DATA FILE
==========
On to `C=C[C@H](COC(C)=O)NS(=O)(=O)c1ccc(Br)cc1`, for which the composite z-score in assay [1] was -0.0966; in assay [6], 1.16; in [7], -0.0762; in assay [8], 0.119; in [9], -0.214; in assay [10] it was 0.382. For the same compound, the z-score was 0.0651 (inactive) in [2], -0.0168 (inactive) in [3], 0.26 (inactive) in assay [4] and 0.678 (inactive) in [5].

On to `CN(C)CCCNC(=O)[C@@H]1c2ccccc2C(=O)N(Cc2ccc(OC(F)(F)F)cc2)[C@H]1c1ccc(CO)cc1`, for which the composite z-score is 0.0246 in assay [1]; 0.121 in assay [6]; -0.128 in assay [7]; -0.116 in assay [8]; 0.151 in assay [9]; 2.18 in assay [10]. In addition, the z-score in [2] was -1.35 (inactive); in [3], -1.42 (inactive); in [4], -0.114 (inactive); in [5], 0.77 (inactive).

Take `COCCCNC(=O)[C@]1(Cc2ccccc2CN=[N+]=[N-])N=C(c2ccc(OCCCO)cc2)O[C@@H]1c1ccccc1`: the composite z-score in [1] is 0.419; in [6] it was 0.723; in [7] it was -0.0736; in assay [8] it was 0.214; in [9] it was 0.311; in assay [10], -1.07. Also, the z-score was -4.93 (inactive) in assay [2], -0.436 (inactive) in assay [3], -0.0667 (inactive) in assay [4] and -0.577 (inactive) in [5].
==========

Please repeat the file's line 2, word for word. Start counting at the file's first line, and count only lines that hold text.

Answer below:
On to `CN(C)CCCNC(=O)[C@@H]1c2ccccc2C(=O)N(Cc2ccc(OC(F)(F)F)cc2)[C@H]1c1ccc(CO)cc1`, for which the composite z-score is 0.0246 in assay [1]; 0.121 in assay [6]; -0.128 in assay [7]; -0.116 in assay [8]; 0.151 in assay [9]; 2.18 in assay [10]. In addition, the z-score in [2] was -1.35 (inactive); in [3], -1.42 (inactive); in [4], -0.114 (inactive); in [5], 0.77 (inactive).